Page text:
Global policymakers adopted a "do whatever it takes" attitude to the Covid-19 crisis encompassing aggressive monetary and fiscal easing and generous loan-guarantee programmes.
Fiscal policymakers have seemingly put their concerns about budget deficits on hold when it comes to addressing the most significant economic crisis in 75 years or more.
Although the global stimuli that have been enacted in recent months are extraordinary in size and scope, it does not appear that policymakers are finished for the year.
Financial markets have seemingly followed a predictable script in responding to the unfolding news of the Covid-19 crisis and attendant stimulus.
Earlier in the year, return-seeking assets - supported by optimistic earnings expectations, a relatively sanguine economic outlook, and historically low interest rates - were "priced to perfection".
As it became increasingly apparent that the world was engulfed in a pandemic and the global economy was heading for a deep recession, these optimistic underpinnings collapsed and prices of return-seeking assets fell into bear-market territory.
Subsequently, return-seeking asset prices partially recovered as global central bankers and fiscal authorities launched aggressive countercyclical programmes.
Extraordinary stimulus/longer-term risks
Despite the favourable reception that the financial markets have initially given to the extraordinary stimulus of 2020, we have outlined five questions which can and should be raised concerning whether markets will remain forbearing over the longer term.
Firstly, will the expanding debt levels in response to the current recession impede future growth?
The increases in national debt levels that are expected over the cyclical horizon should only be a minor headwind for most economies.
They appear quite manageable relative to GDP, particularly in a low interest rate environment.
We believe that continuing low interest rates is the key variable. If rates were to rise materially, investors might be less forbearing about current national debt levels.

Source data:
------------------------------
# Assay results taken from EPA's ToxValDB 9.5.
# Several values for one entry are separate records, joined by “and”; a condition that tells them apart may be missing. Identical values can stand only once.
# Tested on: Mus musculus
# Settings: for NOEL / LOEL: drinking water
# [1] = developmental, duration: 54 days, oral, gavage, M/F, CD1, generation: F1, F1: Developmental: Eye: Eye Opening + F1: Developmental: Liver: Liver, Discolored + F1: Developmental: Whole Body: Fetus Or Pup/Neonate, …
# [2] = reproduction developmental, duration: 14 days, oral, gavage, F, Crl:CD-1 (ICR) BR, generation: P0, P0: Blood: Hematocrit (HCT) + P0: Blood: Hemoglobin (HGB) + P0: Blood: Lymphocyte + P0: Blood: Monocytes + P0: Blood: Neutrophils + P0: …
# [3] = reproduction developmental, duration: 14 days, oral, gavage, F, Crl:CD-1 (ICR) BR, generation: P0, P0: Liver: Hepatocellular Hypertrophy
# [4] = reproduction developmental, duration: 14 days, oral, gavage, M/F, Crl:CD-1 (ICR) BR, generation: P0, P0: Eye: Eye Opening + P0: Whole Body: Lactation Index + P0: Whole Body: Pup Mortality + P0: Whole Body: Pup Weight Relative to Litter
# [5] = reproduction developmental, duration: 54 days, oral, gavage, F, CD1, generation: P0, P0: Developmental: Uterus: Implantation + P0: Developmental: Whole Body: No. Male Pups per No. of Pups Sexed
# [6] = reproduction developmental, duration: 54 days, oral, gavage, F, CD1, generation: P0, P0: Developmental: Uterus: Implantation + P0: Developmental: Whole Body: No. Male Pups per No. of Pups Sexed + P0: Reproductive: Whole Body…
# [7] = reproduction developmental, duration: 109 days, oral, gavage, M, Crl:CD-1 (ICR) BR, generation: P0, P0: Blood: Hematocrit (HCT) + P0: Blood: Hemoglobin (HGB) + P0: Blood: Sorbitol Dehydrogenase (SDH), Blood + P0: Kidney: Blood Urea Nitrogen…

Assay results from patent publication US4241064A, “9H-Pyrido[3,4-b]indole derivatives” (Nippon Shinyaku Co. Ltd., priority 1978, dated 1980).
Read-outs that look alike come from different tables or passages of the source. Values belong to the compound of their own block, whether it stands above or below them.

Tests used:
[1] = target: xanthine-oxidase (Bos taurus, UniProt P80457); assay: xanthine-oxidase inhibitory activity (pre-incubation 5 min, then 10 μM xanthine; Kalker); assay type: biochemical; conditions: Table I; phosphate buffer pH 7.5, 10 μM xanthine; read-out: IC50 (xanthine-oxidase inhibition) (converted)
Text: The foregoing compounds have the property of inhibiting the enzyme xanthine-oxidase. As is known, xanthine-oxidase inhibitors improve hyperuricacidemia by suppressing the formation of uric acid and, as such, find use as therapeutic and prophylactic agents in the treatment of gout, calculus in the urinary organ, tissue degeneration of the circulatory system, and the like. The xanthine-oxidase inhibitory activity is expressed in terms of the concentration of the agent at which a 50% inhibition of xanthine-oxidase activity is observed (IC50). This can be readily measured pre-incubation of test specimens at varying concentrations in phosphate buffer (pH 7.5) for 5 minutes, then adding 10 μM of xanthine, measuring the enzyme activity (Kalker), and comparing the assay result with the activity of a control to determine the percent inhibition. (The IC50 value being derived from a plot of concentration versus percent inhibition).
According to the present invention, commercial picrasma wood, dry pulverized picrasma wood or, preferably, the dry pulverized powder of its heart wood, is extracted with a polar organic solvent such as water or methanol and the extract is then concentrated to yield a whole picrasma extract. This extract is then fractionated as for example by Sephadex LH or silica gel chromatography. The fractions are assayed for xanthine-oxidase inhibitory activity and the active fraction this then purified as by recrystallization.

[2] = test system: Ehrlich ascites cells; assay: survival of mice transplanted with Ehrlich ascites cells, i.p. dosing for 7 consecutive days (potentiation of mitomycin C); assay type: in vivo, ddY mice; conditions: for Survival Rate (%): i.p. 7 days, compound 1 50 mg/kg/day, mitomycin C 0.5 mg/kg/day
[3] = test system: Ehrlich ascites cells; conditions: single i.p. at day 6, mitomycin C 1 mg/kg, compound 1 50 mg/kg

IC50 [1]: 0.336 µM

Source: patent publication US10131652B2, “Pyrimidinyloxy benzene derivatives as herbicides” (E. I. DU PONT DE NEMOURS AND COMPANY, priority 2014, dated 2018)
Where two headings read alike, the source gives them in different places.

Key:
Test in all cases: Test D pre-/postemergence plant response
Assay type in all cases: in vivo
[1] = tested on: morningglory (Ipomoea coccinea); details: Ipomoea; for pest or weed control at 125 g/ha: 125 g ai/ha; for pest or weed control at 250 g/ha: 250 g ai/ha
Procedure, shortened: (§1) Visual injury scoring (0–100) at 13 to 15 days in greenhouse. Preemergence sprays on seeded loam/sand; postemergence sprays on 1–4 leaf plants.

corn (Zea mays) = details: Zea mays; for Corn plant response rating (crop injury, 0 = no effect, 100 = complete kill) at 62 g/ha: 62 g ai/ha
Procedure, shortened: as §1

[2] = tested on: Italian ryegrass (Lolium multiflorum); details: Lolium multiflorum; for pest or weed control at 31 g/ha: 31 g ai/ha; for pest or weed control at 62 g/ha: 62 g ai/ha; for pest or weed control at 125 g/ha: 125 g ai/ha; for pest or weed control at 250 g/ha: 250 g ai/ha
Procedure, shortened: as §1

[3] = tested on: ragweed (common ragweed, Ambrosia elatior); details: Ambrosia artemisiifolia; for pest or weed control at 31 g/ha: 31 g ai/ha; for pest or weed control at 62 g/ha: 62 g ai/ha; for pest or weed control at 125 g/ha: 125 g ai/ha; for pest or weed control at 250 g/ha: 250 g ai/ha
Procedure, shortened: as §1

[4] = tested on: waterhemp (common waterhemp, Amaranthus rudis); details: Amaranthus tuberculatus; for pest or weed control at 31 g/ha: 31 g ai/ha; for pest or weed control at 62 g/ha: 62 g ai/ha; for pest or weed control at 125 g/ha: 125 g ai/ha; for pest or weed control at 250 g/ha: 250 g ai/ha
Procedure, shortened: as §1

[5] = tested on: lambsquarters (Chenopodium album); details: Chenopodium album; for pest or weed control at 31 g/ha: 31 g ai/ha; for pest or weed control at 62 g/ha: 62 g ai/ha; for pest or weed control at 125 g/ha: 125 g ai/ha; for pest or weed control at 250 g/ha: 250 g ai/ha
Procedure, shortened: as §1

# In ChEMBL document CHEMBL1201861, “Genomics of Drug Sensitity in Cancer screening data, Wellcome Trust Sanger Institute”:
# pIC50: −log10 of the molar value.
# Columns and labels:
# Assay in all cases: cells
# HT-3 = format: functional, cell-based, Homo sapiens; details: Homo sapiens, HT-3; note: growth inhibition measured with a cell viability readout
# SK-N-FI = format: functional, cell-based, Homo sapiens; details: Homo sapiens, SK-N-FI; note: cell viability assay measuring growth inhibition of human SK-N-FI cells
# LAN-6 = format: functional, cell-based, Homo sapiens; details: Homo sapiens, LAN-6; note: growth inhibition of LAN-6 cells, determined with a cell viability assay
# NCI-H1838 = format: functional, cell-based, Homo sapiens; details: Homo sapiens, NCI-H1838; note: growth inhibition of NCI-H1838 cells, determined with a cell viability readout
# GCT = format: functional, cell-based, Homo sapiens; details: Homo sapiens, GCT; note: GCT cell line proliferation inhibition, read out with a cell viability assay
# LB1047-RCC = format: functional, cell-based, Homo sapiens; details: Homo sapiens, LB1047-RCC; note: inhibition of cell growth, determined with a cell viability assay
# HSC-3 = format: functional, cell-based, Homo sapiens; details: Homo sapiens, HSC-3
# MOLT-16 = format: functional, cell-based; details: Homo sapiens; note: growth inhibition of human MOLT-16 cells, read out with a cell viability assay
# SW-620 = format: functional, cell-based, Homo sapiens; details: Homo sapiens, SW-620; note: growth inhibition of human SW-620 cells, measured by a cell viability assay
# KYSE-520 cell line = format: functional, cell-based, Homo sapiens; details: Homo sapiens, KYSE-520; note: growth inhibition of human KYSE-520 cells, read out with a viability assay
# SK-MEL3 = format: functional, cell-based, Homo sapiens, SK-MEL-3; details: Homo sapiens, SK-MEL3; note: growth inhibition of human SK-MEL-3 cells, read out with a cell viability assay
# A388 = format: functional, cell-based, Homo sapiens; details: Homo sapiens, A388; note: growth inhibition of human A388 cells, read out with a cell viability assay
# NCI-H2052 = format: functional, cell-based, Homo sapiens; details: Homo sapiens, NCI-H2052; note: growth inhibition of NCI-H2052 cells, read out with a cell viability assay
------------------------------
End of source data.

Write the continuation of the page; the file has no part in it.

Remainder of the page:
Our second question is one of the most frequently asked - will recent extraordinary stimuli rekindle inflation?
We believe this is possible but unlikely. Central bankers have learned some valuable lessons since the 1970s and as long as they maintain the sound policies that they have followed since the early 1980s, inflation should remain contained.
Mistakes are possible but we believe that, particularly at current debt levels, deviating from sound policies would be counterproductive.
It would no doubt reawaken the "bond vigilantes" of the 1970s and rates would rise sharply, pushing governments' interest payments to onerous levels.
Our third question asks whether aggressive government deficit spend will lead to "money printing" programmes such as MMT (Modern Monetary Theory) favoured by populist politicians and economists?
This is something we must be wary of, however, if future debates on this issue focus on economic fundamentals, we shouldn't have any worry.
Current quantitative easing programmes and budget deficits involve debts that are carried on balance sheets of central banks and governments, according to Refinitiv.
Fourth, if the global economy, particularly the major developed market countries, slipping into the phenomenon labelled "Japanification"?
This depends largely on how it is defined. If we equate it with the slow response of Japan's policymakers thirty-years ago to the problems of under-capitalised banks, zombie corporations, and deflation that beset their economy at that time, then we would answer no.
DM banks currently have strong balance sheets. Recently launched corporate lending programmes appear to be well designed for the most part.